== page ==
STS9 | 02.02.08


Lotus had done a stellar job of warming us up, but I’m sure any member of Sound Tribe’s ever-multiplying fan base will agree that nothing, really, prepares you for your first of their live shows.



























Lotus photo by Joanna Kleine 




w/ Lotus

The Pageant, St. Louis   

"No blow allowed!" we were all jokingly warned by a fellow show-goer entering the Pageant on Saturday, February 2 , ready for some feel-good electronic grooves promised by bands Lotus from Philadelphia and Santa Cruz, Calif.-based Sound Tribe Sector 9 (STS9) that evening. Many awaiting entry were obviously on a second wind, having participated in Mardi Gras festivities earlier in the day. The beads and indecipherable speech evidently prompted some to be reminded that drugs and glow sticks weren’t allowed in. It was clear that all present were geared up for a good time, and the vibe once inside was bright and carefree. Admittedly this was my first time seeing both bands, and being that STS9 consistently sells out the Pageant and that I have a healthy collection of both bands’ music, I was looking forward to the live experience.

When Jesse Miller of Lotus walked onstage with his bass guitar I thought to myself "that thing is just as big as he is."  Then the notes began bursting off his fingers. It was if his bass was pulling him around the stage and his hands (with fingers positioned just so), were the only thing capable of taming it.  With an instantaneous symmetry among the five men, (Steve Clemens on drums, Luke Miller on guitar and keys, Chuck Morris on additional percussion and Mike Rempel on guitar), the "Lotus vibes" had been released.  

Hitting on tracks such as "Livingston Storm," "Spiritualize," and "Tip of the Tongue" from all five of their albums, Lotus affirmed itself as a come-as-you-are band exploding with raw yet paced and coordinated talent. Influenced by groups such as The Orb and Talking Heads, Lotus executes the intricate musical plots in each of their songs with great ease, and the sophistication of their sound seems to go beyond their eight years together. 

The transition in tones from upbeat guitar jams to heavy, complex club mixes is made effortlessly and the concentration on their music is evidenced by little to no acknowledgement of the perpetually cheering dancers that make up their audience; but I’ll sacrifice the "How ya’ll doin’ tonight Saint Louis?" for such beautiful musical intelligence any day of the week. Funky dance beats journeying along side elegant contemporary electronica pulsated through the Pageant and I, also, couldn’t get enough – a surprise when you consider the fact that Lotus was formed (possibly out of spite) at a Mennonite college where dancing was prohibited as late as the 80s.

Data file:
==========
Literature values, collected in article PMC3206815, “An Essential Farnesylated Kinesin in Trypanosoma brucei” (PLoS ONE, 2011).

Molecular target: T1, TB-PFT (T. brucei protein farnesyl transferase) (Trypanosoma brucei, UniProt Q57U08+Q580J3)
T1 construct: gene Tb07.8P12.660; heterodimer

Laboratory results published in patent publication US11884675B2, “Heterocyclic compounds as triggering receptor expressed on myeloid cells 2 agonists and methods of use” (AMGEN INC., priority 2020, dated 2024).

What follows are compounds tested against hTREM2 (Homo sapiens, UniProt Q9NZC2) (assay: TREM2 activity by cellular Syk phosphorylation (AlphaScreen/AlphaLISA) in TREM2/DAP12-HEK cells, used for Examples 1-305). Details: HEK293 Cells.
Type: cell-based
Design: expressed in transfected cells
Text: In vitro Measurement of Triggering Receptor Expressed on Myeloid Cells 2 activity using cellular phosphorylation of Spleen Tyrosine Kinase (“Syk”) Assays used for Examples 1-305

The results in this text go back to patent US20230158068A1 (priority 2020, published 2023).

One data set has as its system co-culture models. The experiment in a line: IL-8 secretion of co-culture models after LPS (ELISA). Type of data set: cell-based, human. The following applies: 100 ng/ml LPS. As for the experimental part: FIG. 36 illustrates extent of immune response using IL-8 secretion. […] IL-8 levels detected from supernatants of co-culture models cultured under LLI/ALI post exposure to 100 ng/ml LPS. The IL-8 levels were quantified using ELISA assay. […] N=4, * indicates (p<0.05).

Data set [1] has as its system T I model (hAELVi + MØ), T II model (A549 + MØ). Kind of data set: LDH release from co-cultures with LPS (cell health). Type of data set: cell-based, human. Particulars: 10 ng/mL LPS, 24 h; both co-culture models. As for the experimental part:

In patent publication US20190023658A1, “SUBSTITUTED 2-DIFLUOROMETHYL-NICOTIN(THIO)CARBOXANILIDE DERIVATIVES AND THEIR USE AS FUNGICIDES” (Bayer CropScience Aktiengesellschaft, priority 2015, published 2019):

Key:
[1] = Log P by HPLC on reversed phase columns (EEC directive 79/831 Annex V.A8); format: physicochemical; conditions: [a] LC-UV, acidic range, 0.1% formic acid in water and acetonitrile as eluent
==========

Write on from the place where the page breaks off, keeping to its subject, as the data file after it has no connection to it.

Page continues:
The solidarity of the band, with no one outshining the other, is what gives Lotus its strength.  Any one member could offer up a full-on musical assault at any moment, they’re all just that talented; but they don’t. It’s easy to feel the unity as they create new compositions, seemingly striving to work it to that next level, if it’s possible that there is one. That type of opportunity for realization only comes with the dynamic of the live show, each musician on their edge, sweating, working their hardest, trying to find the progression they’re capable of, next to four of their friends and fellow master musicians.  It’s a beautiful thing.

After catching our breath, blotting our foreheads a bit and commiserating on the temperature difference between outside and inside that forced us to wear clothes not conducive to the epic dance party that had already ensued, STS9, who have been said by Remix magazine to have made electronic music relevant again, confidently loaded the stage.      

The excitement at this show was combustible with the mood being set from the gate with the intense, fast-paced "Moon Socket."  Lotus had done a stellar job of warming us up, but I’m sure any member of Sound Tribe’s ever-multiplying fan base will agree that nothing, really, prepares you for your first of their live shows. I didn’t expect it to be a pretty as it was, both musically and visually, or to be as moved as I was emotionally. Amplifier has said that STS9 is "proof positive that technology and soul can work together,"and that’s accurate as far as I’m concerned; there is great depth and heart in their music. 

The piano in "Big Little Scenario" was soft and delicate, and the light, high flutters of the guitar in unison with an identical bass line in "Pianoir" brought a smile of contentment to  my face. STS9, a staple in the Bonnaroo, Vegoose and Lollapalooza music festivals, (among a few others, including their own Re:Generation music festival held in North Carolina), brought the calculated funk next with "Aimlessly" and "Peoples" before breaking from their first set. 

They opened the second set with the ambient lounge track "Kamuy," a sound that normally I’m not a fan of, but they sold it and I was eager to buy it. The gorgeous beats of "1103" kicked the dancing back into high gear and "Somesing" and "Orbital" drew us in closer, listening with amazement to their superior experimentation and sampling capabilities, (virtues that have drawn acts such as Digable Planets, De La Soul and G. Love and Special Sauce to collaborate on stage with STS9). Their encore, "EHM" verged on hip-hop style beats and was a perfect way to draw the party to a close. The show as a whole was dynamic and almost over-stimulating, in a good way – the type of show that made it difficult to fall asleep, even though my legs were painfully fatigued from dancing. It’s no a mystery why STS9 sells out shows across the nation. | Joanna Kleine       

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